Suzanne Reisman has a post up at BlogHer about 300 and Sin City. You should definitely read her entire post, but the part that caught my eye was her take on the role of Queen Gorgo in 300 and the evolution of that role. According to an article in Entertainment Weekly, Frank Miller objected at first to having the Queen’s role expanded for the film because 300 is “a boy’s movie.”
I was actually surprised to hear the role had been expanded. I was hoping to see any hint of heroine content in the trailer for 300, but I was sadly disappointed. Cody then asked why I didn’t want to see the film, and I responded with something like “Because it looks fucking sexist!” His response? “It’s Frank Miller!” (With a bit of an eyeroll, and I think his hands were raised momentarily as if beseeching the heavens.) I couldn’t really tell if he thought I was surprised, or just annoying for stating the obvious.
It reminded me of another incident, though, in which my friend UnwiredBen drew attention to Grace’s review of My Super Ex-Girlfriend in a comment on a LiveJournal post that I cannot currently locate. He basically said “hey, my friends reviewed it from a feminist perspective and thought it was really sexist!” Another commenter replied “Were they surprised?”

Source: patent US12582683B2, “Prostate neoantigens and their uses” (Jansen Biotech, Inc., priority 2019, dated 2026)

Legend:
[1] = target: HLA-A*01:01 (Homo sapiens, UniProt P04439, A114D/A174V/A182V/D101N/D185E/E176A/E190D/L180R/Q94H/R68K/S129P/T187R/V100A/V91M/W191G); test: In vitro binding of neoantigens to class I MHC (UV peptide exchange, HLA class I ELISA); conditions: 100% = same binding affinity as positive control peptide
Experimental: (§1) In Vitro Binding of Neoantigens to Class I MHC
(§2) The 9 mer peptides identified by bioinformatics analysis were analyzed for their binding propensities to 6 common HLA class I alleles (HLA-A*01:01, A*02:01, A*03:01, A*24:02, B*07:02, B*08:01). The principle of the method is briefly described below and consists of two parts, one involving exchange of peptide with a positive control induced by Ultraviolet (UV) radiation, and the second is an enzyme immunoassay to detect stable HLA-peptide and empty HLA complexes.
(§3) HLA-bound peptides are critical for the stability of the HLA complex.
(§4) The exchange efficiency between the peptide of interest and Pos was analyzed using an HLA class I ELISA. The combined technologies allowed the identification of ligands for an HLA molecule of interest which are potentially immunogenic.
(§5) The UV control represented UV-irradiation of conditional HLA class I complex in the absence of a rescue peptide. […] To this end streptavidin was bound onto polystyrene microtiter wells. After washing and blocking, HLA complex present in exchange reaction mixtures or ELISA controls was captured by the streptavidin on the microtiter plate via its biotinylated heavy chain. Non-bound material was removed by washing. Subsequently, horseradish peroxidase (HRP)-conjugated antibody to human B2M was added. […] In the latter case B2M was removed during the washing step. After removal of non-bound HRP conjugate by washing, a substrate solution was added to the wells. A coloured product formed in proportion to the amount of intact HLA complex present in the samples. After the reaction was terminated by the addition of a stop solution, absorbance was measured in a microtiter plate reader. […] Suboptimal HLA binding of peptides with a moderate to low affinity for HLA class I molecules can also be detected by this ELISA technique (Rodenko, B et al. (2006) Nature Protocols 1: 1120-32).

Hell no. And was I surprised when Frank Miller made that comment about 300, or that it looks sexist? No. But while I’m already aware that Frank Miller (and our society) reliably produces art that treats women poorly, and I expect him (and our society) to continue doing that, I don’t see that as a reason for me to keep quiet when it happens again. It’s still a bad thing, no matter how tired and predictable.
Suzanne isn’t one to keep quiet either, thank goodness, so she goes on to ask:
Why can a “boys’ movie” not have a strong woman character in it? Do boys really dislike women that much that we are utterly useless and peripheral to their entertainment, other than serving as sexy fantasy objects? […] Perhaps Miller is wrong about what boys want: CityMama reports that the audience – filled mostly with teenage boys – cheered most when Queen Gorgo actually picked up a sword and got into the action.
Good question, Suzanne!
This post was originally published on Heroine Content, a feminist and anti-racist movie blog that ran from July 2006 to May 2012.